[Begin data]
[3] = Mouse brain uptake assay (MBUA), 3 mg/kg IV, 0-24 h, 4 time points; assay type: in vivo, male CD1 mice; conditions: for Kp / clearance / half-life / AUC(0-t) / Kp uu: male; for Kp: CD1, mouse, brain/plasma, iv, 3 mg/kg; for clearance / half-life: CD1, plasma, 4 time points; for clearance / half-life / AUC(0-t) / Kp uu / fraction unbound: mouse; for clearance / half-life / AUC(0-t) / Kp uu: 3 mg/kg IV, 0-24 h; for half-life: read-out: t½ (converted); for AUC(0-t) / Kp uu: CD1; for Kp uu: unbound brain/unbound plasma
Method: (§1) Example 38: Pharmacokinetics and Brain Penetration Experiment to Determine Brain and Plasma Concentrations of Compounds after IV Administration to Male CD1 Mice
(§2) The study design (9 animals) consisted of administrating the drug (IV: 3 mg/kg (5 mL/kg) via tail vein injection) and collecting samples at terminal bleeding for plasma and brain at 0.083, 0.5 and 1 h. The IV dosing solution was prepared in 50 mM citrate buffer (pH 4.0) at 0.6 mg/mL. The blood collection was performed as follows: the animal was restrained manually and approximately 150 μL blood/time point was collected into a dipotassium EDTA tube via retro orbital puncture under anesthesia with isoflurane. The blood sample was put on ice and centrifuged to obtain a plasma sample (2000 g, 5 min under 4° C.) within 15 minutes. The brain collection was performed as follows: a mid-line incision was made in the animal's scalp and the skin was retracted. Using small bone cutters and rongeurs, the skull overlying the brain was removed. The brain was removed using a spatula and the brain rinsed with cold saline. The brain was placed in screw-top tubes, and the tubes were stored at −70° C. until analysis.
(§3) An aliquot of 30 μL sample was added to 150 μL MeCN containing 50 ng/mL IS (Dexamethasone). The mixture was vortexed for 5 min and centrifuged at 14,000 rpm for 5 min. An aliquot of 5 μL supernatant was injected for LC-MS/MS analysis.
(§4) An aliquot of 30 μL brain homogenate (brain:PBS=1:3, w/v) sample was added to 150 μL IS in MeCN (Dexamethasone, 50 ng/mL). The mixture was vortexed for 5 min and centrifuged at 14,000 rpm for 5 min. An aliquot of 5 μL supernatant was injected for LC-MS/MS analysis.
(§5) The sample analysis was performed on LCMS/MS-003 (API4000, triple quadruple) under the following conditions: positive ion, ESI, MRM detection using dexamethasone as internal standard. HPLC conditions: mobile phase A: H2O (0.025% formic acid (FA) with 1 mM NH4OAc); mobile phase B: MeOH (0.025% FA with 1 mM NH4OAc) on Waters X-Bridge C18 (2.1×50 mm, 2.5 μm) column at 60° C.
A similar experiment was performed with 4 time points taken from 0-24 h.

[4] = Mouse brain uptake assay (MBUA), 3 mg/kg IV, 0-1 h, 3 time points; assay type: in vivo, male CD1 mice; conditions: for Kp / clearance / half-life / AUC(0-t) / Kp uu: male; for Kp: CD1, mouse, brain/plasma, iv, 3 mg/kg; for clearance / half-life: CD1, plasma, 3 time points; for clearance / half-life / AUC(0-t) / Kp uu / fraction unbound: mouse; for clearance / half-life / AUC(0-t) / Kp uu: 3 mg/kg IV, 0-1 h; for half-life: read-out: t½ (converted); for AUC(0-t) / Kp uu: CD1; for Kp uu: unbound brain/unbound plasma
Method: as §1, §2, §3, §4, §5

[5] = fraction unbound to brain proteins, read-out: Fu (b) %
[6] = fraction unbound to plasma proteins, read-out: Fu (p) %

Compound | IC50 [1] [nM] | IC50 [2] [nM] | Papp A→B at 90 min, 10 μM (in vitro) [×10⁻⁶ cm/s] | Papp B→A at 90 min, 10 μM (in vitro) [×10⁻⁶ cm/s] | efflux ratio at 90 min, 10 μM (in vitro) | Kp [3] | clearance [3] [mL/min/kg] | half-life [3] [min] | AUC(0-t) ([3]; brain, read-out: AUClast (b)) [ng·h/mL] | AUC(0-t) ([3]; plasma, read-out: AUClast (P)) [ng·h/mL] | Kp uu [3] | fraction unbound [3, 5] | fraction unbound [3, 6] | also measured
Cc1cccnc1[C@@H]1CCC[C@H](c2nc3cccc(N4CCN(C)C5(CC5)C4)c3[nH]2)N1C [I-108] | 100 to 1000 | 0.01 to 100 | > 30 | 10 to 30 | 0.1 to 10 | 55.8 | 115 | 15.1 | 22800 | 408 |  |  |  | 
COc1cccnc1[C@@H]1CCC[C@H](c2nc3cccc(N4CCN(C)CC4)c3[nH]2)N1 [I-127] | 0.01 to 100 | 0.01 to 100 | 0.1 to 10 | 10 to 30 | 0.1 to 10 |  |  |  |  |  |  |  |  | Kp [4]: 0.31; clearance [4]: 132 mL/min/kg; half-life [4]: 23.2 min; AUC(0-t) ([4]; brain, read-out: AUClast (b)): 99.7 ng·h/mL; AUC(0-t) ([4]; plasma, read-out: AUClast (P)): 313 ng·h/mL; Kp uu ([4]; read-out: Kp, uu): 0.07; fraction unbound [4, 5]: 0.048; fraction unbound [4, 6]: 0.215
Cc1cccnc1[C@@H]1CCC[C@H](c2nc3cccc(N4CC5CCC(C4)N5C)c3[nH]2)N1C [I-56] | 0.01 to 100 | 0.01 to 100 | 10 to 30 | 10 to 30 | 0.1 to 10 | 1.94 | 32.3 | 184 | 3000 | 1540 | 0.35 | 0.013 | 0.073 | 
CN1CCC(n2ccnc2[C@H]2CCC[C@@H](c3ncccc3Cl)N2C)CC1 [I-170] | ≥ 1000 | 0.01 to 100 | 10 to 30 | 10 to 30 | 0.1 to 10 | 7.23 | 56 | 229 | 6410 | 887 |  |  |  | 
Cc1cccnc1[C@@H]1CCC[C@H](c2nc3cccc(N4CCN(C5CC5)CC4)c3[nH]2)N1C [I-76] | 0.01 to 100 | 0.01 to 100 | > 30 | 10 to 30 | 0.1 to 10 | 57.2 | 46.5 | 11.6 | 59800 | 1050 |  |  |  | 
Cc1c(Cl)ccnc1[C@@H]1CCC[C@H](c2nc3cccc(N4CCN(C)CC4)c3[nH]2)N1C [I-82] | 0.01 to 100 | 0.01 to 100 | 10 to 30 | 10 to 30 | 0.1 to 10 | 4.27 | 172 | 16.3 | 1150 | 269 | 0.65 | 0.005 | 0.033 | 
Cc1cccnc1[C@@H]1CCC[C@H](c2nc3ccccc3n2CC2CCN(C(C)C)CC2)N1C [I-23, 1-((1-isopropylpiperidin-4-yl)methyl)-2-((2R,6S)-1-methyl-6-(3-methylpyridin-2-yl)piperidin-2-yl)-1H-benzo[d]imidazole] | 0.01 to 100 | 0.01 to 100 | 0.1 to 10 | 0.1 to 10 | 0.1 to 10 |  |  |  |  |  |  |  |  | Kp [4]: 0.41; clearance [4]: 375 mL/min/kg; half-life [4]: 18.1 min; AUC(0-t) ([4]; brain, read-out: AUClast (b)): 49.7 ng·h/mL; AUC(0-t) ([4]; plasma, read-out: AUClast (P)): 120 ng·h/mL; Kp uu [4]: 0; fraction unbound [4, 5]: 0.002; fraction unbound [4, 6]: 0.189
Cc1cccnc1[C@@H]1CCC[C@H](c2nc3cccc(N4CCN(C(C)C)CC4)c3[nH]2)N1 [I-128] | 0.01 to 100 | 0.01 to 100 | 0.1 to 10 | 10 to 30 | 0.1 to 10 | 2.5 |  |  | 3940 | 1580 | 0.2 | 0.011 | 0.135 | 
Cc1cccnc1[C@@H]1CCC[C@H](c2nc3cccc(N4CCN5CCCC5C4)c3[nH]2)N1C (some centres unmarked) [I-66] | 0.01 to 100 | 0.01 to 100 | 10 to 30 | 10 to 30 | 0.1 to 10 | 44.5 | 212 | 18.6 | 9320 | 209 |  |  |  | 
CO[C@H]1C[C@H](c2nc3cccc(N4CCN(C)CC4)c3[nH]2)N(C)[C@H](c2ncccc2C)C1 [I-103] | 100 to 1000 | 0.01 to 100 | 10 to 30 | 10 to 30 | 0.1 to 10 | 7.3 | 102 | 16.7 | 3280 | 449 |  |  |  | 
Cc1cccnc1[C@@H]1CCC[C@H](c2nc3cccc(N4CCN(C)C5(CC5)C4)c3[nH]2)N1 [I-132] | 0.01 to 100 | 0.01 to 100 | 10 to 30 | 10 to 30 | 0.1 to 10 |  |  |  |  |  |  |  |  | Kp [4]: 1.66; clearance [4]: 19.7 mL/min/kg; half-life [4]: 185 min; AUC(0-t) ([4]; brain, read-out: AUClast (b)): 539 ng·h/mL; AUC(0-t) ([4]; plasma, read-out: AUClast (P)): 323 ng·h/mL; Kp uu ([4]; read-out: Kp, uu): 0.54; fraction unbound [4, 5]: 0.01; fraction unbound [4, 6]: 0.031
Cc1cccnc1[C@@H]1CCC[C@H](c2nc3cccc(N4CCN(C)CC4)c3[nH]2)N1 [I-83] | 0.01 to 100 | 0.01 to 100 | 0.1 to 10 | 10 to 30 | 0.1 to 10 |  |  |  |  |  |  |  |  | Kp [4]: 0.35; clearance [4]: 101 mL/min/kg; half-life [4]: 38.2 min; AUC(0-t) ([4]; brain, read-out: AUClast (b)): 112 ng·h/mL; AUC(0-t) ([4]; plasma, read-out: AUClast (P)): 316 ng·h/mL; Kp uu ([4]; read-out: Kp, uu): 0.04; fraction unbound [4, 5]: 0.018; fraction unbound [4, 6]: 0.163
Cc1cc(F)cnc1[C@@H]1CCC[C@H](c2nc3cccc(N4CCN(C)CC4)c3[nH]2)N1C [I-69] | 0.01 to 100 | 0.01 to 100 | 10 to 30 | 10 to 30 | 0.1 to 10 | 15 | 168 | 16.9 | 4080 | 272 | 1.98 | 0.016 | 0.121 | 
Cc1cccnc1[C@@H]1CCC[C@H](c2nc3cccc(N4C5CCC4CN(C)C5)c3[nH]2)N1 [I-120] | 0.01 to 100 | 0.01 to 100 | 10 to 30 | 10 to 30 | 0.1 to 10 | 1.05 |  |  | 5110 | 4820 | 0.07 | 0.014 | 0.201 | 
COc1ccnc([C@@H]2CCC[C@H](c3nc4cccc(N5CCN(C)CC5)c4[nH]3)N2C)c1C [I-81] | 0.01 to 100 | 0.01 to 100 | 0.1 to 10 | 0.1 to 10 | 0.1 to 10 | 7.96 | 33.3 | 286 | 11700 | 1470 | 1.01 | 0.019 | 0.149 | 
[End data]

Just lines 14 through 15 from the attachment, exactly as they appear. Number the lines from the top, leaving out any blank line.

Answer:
COc1cccnc1[C@@H]1CCC[C@H](c2nc3cccc(N4CCN(C)CC4)c3[nH]2)N1 [I-127] | 0.01 to 100 | 0.01 to 100 | 0.1 to 10 | 10 to 30 | 0.1 to 10 |  |  |  |  |  |  |  |  | Kp [4]: 0.31; clearance [4]: 132 mL/min/kg; half-life [4]: 23.2 min; AUC(0-t) ([4]; brain, read-out: AUClast (b)): 99.7 ng·h/mL; AUC(0-t) ([4]; plasma, read-out: AUClast (P)): 313 ng·h/mL; Kp uu ([4]; read-out: Kp, uu): 0.07; fraction unbound [4, 5]: 0.048; fraction unbound [4, 6]: 0.215
Cc1cccnc1[C@@H]1CCC[C@H](c2nc3cccc(N4CC5CCC(C4)N5C)c3[nH]2)N1C [I-56] | 0.01 to 100 | 0.01 to 100 | 10 to 30 | 10 to 30 | 0.1 to 10 | 1.94 | 32.3 | 184 | 3000 | 1540 | 0.35 | 0.013 | 0.073 | 